•All BC Parks user fees are inclusive of taxes, making it easier for families to plan and budget for their BC Parks visits.
•User fees at BC Parks are generally lower than those of most private campsites in the province, and competitive with public sector campgrounds in other jurisdictions.
For example: Camping at Cultus Lake Provincial Park will cost families $35/night for a campsite with up to four adults, whereas a nearby private operator charges $35-$45/night for a tenting site for two adults, with an additional $10 charge per adult.
◦A private operator on Shuswap Lake will charge $30 – $60/night, and BC Parks charges $32/night for a campsite with up to four adults.
•There are 1,029 provincial parks, recreation areas, conservancies, ecological reserves and protected areas in B.C., covering more than 14 million hectares or approximately 14.4% of the provincial land base.
•One of the largest park systems in the world, British Columbia has the highest percentage of its land base dedicated to protected areas of all provincial Canadian jurisdictions.
•B.C. provincial parks receive over 21 million visits each year.
•In 2014, more than 133,000 reservations were made through Discover Camping, the province’s camping reservation system, – almost a 10% increase from 2013.
•Discover Camping opens at 9 a.m. (PST) March 15, 2015. Prices reflected on the Discover Camping website will be updated prior to this date to incorporate the new fee structure.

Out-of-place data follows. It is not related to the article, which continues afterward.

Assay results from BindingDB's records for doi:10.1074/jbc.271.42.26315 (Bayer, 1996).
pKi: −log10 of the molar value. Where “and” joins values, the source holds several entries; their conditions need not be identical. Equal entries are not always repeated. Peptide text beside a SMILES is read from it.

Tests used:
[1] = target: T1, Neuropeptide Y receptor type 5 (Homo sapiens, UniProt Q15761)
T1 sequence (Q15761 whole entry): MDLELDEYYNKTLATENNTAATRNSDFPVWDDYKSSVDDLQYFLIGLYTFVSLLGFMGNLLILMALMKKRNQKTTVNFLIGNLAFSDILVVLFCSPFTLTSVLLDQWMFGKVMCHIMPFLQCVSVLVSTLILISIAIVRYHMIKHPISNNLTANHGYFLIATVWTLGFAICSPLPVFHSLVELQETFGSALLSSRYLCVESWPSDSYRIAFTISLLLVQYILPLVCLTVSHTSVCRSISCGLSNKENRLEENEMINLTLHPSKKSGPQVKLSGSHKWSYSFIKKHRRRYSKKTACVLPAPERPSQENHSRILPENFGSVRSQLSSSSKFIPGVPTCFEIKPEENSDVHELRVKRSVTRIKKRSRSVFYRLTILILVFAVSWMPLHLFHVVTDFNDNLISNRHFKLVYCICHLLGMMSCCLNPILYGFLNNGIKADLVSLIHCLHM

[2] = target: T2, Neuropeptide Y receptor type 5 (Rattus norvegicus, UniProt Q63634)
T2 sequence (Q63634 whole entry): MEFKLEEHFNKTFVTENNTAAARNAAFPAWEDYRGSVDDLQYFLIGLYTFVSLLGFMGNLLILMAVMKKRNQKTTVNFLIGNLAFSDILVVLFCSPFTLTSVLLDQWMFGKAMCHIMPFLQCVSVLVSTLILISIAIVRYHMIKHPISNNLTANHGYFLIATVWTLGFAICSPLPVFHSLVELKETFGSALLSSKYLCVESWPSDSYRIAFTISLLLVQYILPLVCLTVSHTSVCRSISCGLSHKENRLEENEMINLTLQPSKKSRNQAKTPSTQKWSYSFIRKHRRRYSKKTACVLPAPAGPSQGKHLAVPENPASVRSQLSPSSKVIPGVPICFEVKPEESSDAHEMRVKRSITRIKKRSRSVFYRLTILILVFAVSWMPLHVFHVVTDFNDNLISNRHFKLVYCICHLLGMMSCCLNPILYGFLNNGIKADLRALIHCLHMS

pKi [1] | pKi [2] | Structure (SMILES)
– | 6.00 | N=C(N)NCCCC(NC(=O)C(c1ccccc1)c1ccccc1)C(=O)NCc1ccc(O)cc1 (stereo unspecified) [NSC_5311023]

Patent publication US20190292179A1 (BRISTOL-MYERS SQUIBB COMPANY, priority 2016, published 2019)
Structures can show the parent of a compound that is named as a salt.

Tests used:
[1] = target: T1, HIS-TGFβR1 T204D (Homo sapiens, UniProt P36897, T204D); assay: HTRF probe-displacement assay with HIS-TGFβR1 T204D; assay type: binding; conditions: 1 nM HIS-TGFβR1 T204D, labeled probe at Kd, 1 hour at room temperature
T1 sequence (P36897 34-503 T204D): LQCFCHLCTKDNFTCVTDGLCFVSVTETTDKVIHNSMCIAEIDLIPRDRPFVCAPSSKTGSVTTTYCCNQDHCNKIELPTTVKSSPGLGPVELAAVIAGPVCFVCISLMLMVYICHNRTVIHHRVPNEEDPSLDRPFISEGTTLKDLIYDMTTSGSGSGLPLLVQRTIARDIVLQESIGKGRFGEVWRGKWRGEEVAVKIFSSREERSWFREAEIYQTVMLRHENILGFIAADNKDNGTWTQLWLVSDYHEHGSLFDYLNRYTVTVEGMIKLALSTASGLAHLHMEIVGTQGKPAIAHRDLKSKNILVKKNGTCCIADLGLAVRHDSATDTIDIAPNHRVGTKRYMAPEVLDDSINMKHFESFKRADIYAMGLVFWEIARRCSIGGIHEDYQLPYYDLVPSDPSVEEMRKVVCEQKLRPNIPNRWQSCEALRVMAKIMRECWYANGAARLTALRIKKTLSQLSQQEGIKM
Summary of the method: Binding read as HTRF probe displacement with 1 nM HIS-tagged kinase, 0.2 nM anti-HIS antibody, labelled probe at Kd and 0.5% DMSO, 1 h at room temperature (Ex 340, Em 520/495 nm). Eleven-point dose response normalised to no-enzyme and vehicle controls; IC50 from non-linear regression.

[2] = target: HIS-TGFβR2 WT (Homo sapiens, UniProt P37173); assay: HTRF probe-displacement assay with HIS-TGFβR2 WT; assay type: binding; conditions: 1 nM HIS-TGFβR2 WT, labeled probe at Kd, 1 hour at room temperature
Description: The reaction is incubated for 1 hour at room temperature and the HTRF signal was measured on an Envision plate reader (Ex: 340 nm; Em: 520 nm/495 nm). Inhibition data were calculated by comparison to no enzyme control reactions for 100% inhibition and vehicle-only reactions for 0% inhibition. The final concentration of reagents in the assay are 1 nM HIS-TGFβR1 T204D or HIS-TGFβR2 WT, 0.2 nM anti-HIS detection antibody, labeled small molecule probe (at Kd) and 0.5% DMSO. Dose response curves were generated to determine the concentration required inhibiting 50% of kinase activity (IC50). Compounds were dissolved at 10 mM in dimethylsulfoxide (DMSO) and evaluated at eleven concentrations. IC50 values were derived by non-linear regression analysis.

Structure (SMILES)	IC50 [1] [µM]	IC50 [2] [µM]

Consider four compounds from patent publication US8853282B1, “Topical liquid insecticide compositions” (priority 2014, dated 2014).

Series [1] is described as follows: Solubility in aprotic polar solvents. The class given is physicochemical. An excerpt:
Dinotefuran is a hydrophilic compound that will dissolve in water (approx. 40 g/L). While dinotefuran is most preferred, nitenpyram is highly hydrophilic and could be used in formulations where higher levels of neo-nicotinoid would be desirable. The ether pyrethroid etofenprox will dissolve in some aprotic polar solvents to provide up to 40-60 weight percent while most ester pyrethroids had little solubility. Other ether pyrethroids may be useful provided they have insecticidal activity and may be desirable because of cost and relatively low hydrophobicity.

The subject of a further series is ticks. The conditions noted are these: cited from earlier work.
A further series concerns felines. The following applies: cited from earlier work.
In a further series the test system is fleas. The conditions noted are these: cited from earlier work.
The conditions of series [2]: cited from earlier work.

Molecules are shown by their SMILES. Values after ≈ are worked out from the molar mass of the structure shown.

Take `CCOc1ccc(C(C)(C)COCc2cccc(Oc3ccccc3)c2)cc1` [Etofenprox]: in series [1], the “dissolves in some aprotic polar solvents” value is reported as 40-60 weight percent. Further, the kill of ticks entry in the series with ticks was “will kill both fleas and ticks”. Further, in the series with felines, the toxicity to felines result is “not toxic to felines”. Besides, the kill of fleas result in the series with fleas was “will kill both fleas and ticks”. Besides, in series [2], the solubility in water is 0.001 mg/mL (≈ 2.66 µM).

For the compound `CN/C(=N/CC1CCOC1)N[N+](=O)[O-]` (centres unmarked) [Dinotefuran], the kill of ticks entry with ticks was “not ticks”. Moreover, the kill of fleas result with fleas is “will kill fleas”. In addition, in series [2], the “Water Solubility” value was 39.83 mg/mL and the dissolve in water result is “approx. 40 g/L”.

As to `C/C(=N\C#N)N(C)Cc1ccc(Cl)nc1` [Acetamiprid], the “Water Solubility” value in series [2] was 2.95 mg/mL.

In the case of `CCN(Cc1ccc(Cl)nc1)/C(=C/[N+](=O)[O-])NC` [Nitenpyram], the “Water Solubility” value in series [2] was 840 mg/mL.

“We have 30 employees on strike and on a picket line at the Centre for over eight months. This dispute has always been about fair treatment of loyal employees and we will seek fair treatment as part of any closure of operations and discussions on the future of the property,” said Tom O’Leary, CUPE National Servicing Representative.
CUPE has had a 40-year relationship with the Naramata Centre – as a loyal user and promoter of the facilities and a representative of employees there since 1994. “This is a very sad day for CUPE members, the community and all involved in Naramata. We hope that we can work constructively with the Church to move forward from here.”
The strike started in May 2014 in response to the church centre’s plan to replace loyal, long-term staff with lower-paid, non-union positions.
In November, CUPE filed an application to have the United Church and Naramata Centre recognized as a common employer in a bid to bring the church to the bargaining table and take responsibility for its workers. That application remains in front of the Labour Relations Board.